Gold Medal Waters*

via Daily Prompt: Toxic

By Eilene Lyon

August 2015: I was working the MAPS bird-banding station at the Oxbow Park and Preserve along the Animas River, just north of Durango. Some of our volunteers happen to be active-duty, uniformed Parks and Wildlife officers, so we heard early on that something was amiss high in the San Juan Mountains above Silverton.

A contractor working for the EPA at the Gold King Mine had breached a retaining wall, loosing 5 million gallons of toxic mining waste into our beautiful, free-flowing river. It quickly became national news.

We ran over to the river banks to see for ourselves, but it would take hours before the wave of day-glow sludge would pass by the park. It would be another day before I watched it flow past my home south of town.

We take our water from a well, which just may delve into the water table fed by the river. I keep a frozen jar of water I poured from the tap before the heavy metals melted by, on their way to Lake Powell. All along the way, some of them filtered down to the river bed – and beyond.

It could take years or even decades, maybe never?, for the the toxins to impact our well water. If I notice anything odd, though, I’ve got my evidence.

Some of the reasons behind this event are rooted in greed and supported by the outdated 1872 mining law. It allows people to extract minerals from our public lands without even paying royalties, and more importantly, without having to clean up the mess they make.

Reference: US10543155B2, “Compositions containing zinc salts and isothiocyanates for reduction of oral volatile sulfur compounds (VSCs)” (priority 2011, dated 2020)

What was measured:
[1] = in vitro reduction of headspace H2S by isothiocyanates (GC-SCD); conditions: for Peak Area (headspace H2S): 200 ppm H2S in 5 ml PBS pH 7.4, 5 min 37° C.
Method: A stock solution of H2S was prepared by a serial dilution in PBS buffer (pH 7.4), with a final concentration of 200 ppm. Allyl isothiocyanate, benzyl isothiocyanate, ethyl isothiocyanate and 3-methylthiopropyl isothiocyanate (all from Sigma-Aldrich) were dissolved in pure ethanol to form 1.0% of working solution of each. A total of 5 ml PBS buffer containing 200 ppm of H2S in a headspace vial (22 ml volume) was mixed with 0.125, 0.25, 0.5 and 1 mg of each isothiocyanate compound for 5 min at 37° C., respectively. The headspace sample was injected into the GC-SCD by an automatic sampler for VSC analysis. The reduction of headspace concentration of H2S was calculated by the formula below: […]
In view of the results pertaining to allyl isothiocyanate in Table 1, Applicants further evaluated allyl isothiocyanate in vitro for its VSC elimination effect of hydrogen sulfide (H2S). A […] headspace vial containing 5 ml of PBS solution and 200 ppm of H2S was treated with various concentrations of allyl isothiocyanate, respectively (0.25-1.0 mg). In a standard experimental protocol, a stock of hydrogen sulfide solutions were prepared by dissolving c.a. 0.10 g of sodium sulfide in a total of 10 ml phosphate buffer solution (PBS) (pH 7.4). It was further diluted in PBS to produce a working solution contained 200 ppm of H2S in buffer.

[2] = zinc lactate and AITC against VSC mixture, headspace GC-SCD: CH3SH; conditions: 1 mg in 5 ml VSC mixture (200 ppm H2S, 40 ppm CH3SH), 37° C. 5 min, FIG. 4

With mountains riddled with tunnels, filling with spring- and rain-water which dissolve the minerals within the earth, the government’s response was to plug a hole and try to forget about it. But the water always wins. It must flow to the sea – along with our toxic legacy.

P1130384

P1130318* The title refers to the fact that the stretch of water in these photos is a Colorado gold medal trout fishery

5 thoughts on “Gold Medal Waters*

Add yours

    1. They were fine. Parks and Wildlife even put a cage of fish in the stream and only one died, but not due to the toxins. I wouldn’t ever eat a fish out of this river, though. Up near Silverton, the water has always been dead due to heavy metals. Even before mining, actually.

      Liked by 1 person

      1. I realize my first response to your question was a bit glib and incomplete – perhaps thinking about the hyperbolic responses I got to that photo on FB back in (“Soon to be dead ducks!’)
        The water you see in these photos contains lots of nasty stuff such as arsenic and cadmium, but not in levels high enough to outright kill something. The problem is how these will accumulate in the food web, which is bad for all living things, including us.

        Liked by 1 person

      2. I didn’t read your response as glib. I appreciate your second response. It is very disappointing that something such as this, which should be preventable, may have long lasting effects. Effects which may not be noticeable until it is too late.

        Liked by 1 person

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